Sunday, March 1, 2015

working on the garden plan

So my weekend goal was to get my garden plan together.  I have gotten a start and have been doing a bunch of research.  It has evolved into a much bigger project than I originally anticipated.  But I have made some progress and a bunch of what I am doing I hopefully will only have to do once and then just some tweaking from year to year.  So here is what I am doing.

Master crop rotation plan:  I have chosen to use a four year crop rotation.  Each of my potential plants will be placed into one of four 'families' with other like plants.and each of the families will be assigned to a fourth of the available garden rows.  In my big garden the south side is set up (mostly) in permanent no till rows.  There are wood posts installed every five rows and I was working on applying numbers to them last year.  They were stick-on numbers so we will see if they remained stuck through the winter.  My four families group the plants according to how they affect the soil, what they remove or what they add.  I plan to have every fourth row be of the same family.  I am not sure if the ideal plan will have equal rows from each family but that is where I am going to start.  The book that I am reading had suggestions for which plants should go into each group and which order they should follow in the rotation.  I have set up a spreadsheet with a twelve year rotation for the families (3 four year cycles) and what is left is to figure out is which plants in the family will go in which rows that are assigned to the family.  It sounds kind of like elementary school but I am making flashcards of each of my plants and on the back I am putting the family that they have been assigned.  Next I will look at each family's flashcards and assign a row for them.  Some plants might need more than one row and some might require only a part of a row.  I am also looking at companion planting and succession planting to see if more than one crop can be grown in a particular row.

Master calendar: Part two of my garden plan is to put together a calendar that will incorporate dates for sowing seed indoors, when to sow seeds or plant transplants outdoors and perhaps some information about when to expect  harvest.  So far I am thinking that my master calendar will be set up with date information including weeks before and after last spring frost date and weeks before and after first fall frost date.  The draft that I created and am trialing is a full sheet of 8.5x11 paper punched to fit into a three ring binder.  It will be a file in the computer that will print for a working hard copy.   There will be a page for each week.  It will have a to-do list for the week and the rest of the page will be a kind of a journal for handwritten notes.  Later I can take the journal notes and transfer that information into the computer and tweak the to do list so that when it prints for the next year it will contain updated information.  I envision that each year around the new year I will print a new calendar for the year, punch holes and pop it into the binder.  The binder can go with me to the garden for hopefully up to the minute notetaking.  That may be a fantasy that is not going to happen but I am hoping to be a better record keeper.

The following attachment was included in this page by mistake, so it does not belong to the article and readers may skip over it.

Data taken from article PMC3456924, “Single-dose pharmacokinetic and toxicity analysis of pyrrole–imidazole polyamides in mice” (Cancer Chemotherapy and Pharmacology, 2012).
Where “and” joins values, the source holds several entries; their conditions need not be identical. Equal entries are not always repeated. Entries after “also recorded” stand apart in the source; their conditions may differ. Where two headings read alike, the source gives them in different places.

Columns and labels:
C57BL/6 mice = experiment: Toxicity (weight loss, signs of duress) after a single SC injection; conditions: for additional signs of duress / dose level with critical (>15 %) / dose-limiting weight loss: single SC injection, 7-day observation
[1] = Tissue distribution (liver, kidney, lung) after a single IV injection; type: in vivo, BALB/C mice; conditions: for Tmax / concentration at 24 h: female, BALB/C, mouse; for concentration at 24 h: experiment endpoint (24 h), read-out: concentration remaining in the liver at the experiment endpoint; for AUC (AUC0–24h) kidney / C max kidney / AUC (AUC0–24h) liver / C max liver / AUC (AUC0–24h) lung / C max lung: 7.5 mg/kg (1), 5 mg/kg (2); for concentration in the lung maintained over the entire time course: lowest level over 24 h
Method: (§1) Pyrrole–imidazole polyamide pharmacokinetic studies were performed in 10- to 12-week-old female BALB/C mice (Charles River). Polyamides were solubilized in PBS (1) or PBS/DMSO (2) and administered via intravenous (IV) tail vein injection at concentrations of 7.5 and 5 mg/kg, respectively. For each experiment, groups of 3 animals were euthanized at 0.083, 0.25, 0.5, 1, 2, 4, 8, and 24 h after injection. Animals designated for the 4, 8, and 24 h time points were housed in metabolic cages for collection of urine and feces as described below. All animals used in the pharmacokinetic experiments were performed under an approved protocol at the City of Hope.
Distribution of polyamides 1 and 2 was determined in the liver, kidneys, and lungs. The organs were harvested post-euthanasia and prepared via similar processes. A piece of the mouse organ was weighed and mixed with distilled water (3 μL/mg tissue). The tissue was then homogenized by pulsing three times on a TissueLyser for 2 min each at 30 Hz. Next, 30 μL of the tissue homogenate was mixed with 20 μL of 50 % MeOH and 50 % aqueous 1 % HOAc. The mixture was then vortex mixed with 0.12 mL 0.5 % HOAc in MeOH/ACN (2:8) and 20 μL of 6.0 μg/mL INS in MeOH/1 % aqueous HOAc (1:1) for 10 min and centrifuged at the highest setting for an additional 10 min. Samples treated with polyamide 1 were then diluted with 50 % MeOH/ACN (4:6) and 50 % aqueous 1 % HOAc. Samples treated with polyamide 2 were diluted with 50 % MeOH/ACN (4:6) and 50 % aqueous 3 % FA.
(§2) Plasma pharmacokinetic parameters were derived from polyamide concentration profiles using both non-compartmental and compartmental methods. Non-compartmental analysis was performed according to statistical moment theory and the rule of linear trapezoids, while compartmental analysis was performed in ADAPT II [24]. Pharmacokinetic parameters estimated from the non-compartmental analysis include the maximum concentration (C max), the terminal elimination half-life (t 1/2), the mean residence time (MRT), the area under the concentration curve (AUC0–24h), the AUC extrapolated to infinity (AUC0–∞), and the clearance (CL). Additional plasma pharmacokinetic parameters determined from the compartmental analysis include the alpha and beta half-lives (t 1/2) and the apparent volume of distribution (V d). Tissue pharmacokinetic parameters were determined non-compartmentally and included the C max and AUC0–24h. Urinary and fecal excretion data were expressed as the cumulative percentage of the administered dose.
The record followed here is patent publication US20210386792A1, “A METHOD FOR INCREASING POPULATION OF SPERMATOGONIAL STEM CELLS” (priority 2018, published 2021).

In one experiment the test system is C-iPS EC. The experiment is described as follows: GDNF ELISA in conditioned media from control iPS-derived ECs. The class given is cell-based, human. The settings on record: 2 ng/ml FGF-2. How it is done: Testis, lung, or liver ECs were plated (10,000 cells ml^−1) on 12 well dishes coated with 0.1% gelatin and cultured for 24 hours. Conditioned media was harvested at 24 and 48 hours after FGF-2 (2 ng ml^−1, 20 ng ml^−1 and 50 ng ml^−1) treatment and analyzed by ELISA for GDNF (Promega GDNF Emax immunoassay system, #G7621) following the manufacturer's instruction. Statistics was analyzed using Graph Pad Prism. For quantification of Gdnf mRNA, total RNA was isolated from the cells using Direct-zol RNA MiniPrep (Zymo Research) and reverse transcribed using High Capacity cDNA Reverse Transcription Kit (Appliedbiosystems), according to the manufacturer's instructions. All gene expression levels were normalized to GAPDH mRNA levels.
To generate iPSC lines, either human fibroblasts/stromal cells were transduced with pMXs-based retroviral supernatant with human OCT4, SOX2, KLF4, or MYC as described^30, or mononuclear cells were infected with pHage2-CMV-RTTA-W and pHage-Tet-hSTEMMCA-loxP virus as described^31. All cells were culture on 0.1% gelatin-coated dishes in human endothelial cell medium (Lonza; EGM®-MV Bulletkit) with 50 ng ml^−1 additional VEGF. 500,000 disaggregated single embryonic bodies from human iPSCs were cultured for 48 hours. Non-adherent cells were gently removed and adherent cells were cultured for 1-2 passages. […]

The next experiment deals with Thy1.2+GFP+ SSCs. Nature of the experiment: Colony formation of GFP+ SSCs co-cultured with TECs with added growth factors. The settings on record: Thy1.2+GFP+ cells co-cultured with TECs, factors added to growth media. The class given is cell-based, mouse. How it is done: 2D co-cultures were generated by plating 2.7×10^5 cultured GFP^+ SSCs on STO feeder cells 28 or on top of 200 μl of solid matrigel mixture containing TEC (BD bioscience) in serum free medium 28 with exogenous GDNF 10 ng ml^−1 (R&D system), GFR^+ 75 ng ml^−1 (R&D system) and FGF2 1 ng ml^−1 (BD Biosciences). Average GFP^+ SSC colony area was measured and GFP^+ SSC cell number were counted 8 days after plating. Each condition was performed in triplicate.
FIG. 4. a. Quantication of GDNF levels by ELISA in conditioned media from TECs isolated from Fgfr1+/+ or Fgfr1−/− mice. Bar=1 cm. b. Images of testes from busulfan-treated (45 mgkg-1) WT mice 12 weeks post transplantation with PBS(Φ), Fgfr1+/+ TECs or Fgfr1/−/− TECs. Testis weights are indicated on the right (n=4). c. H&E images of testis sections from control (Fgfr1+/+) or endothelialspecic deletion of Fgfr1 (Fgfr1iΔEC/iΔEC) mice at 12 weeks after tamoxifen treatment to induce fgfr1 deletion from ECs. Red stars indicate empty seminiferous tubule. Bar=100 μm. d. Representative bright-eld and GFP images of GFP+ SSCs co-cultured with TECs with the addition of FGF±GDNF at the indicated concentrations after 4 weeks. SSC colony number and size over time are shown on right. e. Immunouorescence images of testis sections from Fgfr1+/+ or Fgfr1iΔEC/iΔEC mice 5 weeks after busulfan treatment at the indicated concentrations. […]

I have been giving some thought to a second binder or perhaps a computer file that has a page for each row or raised bed and it could contain a history of what has been planted there each year, what soil amendments have been added or cover crops planted.  If done correctly this would be an ongoing record of each planting space.  A third binder or folder could contain records about each crop and detail variety, packet size, seeding information, yields, any issues, whether we had transplants to sell at the farmstand and if they sold, if we had crop to sell at the farmstand and if they sold.  We could document how many plants were in a row and if that was the right amount.  We could document what we would do the same, what we would do differently, plant more, plant less, did we have the right amount for canning?  It would sure make it easier to plan our seed order each year.           
I have been using this book as a resource as well as various online sites.  Right now tons of garden bloggers are sharing their seed starting strategies so there is a lot of information to sort through and evaluate. 

Think spring!


  1. I am thinking spring...I hope that makes the temps rise and the snow melt. So far, no luck! Your plan sounds good to me, farming is quite an undertaking. I am happy to live it vicariously through you. Of course, it doesn't taste as good! ;)